The original inventor of waterbeds Charles Hall along with his former colleague debuted the new bed called Afloat in Florida
Waterbeds were all the rage in the '70s and '80s. Everyone wanted one, and if you have seen movies from the good ol' days, you will know why. An ad copy from 1970 actually read: ''Two things are better on a water bed. One of them is sleeping." While this may give you an idea of the notorious reputation waterbeds had, they came and went as all trends do. Like a lot of things that were trendy in the '70s and '80s, the waterbed also slowly declined into obscurity. But recently we saw a resurgence in flared jeans, bell sleeves, crochet fashion, and of course, overalls. Maybe it's time for the waterbeds to make a comeback, too.
Charles Hall is the inventor of the waterbed who first designed it as part of his college assignment in the late 1960s. It was designed to improve human comfort and was inspired by the soothing warm water of whirlpool baths, according to Popular Mechanics. From an assignment, it has come a long way. On top of being liquid support for the body, which is also how he got his invention patented, he also found a way to control the water temperature. It was then that the waterbed became an instant hit. If you were not an '80s baby and have not had the opportunity to experience a waterbed, now you can.
Nearly 50 years after the first waterbed came into the world, Hall along with his former colleagues, Keith Koenig of City Furniture which was called Waterbed City, and Michael Geraghty, a former water-bed manufacturer, came together again. Now, Hall and Koenig have come up with a less jiggly version of the waterbed that even looks like a normal bed, called Afloat. It debuted at City Furniture, in Florida, reported CBS News."At one time we were the largest seller of beds in South Florida, and we just sold waterbeds," Koenig said as we now wait to see if waterbeds become as popular as it was back in the day.
Afloat is available in a queen-size and costs $1,995 to $2,395. It even comes with a heater, a kit to fill it up and drain it, a 25-foot hose, and a metal frame. Hall has been using waterbeds all his life and currently lives alone with two Afloats. According to The New York Times, there is a dual mattress in his guest room and a king-size, single-bladder bed in his own room. "It’s got full cradling," Hall proudly said about his bed. When the main appeal of the beds was for sex, Hall said, "The cuddling and position aspects are far better than anything you could imagine,” and added, "I think for our generation, it’s comfort. Maybe sex for the millennials."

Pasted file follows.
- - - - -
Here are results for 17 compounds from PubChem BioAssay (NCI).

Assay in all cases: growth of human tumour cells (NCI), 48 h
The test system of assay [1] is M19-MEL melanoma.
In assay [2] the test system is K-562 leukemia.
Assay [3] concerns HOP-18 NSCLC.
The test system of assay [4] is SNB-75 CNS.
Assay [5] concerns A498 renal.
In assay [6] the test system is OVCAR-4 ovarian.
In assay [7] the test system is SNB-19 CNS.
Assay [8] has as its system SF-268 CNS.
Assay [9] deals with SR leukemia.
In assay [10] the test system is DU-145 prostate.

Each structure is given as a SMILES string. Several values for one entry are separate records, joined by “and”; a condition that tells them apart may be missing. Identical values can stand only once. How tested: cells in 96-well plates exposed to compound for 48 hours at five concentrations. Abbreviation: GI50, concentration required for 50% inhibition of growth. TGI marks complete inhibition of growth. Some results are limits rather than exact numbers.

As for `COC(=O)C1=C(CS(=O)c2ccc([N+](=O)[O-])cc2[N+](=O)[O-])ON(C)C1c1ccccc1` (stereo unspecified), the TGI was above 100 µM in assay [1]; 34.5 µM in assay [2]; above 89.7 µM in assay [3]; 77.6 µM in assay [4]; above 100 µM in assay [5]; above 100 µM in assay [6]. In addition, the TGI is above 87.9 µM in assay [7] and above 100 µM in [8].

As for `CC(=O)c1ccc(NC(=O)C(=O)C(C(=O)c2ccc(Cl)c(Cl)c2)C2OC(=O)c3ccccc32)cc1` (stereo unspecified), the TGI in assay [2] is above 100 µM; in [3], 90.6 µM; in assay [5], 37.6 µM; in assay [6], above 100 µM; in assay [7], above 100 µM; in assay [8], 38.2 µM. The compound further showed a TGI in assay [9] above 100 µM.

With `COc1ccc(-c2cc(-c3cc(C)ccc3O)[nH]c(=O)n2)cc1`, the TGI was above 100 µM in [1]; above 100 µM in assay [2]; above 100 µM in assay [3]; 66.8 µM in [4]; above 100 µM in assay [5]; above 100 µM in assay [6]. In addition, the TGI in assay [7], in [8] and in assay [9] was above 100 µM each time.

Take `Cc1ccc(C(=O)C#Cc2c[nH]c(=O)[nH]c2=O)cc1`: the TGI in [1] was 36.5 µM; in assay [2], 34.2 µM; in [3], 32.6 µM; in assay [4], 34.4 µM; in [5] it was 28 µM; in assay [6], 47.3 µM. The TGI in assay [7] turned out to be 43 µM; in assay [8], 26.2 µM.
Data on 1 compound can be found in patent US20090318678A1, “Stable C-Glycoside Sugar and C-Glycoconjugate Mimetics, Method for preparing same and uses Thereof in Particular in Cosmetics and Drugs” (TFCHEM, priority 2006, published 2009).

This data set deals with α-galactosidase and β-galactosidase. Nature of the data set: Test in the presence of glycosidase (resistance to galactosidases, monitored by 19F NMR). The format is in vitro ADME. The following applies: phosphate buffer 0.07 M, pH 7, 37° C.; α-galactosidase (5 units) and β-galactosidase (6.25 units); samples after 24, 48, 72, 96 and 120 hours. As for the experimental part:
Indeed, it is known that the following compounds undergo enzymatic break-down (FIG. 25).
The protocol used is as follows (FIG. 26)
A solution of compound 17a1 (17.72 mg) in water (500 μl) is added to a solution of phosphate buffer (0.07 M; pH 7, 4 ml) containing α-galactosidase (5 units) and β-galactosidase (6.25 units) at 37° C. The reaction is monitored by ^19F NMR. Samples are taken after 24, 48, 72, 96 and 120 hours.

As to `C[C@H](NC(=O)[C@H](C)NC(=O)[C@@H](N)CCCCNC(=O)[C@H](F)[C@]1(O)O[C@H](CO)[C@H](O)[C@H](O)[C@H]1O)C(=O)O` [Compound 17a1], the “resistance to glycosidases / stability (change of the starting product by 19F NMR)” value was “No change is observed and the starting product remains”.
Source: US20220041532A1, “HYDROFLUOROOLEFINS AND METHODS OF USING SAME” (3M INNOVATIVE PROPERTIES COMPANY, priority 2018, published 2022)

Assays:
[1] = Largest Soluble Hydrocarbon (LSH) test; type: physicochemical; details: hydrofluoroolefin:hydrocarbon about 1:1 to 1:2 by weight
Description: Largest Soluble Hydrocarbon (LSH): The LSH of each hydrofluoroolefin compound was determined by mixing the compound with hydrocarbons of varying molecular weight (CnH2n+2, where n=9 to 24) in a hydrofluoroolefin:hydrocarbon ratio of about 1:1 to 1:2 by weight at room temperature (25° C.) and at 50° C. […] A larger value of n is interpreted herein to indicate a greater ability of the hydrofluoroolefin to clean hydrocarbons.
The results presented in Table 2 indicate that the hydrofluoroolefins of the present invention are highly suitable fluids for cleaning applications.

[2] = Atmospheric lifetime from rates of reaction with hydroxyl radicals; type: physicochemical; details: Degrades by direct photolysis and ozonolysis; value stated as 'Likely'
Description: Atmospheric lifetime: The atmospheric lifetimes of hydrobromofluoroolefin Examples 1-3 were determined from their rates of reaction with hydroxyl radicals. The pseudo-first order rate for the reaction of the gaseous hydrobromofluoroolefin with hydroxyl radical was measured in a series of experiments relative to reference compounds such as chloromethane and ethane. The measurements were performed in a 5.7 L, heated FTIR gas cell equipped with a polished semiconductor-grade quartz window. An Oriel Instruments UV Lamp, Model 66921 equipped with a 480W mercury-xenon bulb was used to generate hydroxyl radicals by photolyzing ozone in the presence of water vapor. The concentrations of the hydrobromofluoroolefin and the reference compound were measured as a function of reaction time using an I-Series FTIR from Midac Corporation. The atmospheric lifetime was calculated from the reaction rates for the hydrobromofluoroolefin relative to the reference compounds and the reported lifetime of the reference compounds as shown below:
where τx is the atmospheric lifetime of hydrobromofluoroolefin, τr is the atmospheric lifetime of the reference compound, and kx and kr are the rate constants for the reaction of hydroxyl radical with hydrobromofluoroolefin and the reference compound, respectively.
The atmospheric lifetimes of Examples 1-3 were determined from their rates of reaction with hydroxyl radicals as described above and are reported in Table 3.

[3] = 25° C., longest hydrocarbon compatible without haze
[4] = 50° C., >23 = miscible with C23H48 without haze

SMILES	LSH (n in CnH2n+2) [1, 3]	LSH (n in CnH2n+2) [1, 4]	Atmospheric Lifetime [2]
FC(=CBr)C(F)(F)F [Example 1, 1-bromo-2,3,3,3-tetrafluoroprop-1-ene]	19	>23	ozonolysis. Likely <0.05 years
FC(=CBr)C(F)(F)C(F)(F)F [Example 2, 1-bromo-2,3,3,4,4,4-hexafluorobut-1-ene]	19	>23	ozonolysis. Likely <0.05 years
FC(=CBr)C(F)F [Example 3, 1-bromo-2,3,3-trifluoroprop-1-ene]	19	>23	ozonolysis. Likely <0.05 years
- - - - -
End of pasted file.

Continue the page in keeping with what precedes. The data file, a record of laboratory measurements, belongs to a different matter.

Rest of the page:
Hall, who is now in his 70s says he is sure a millennial has not seen a waterbed before but totally needs to get one. Speaking to Seattle Times, Hall said that waterbeds changed the mattress industry and allowed people to not settle for uncomfortable coil beds. "Memory foam, pillowtop mattresses, all that stuff began to appear," he said. "Look at the ads for the memory foams — they read like all waterbed ads." It's always a good idea to splurge on a mattress because we all spend a third of our lives sleeping. We might as well make it a comfortable experience.
"This generation doesn’t have the association that water beds eventually got as a place where lonely single men slept, in hopes of luring young ladies into their homes," Warren Shoulberg, a retailing journalist and consultant to the home furnishings industry said of the waterbeds. "The other thing is that consumers have no idea what’s inside most mattresses. It’s all gobbledygook. It’s this great mystery, and the industry loves it that way. It thrives on that confusion. The water bed is simple. It’s a big bag that holds water."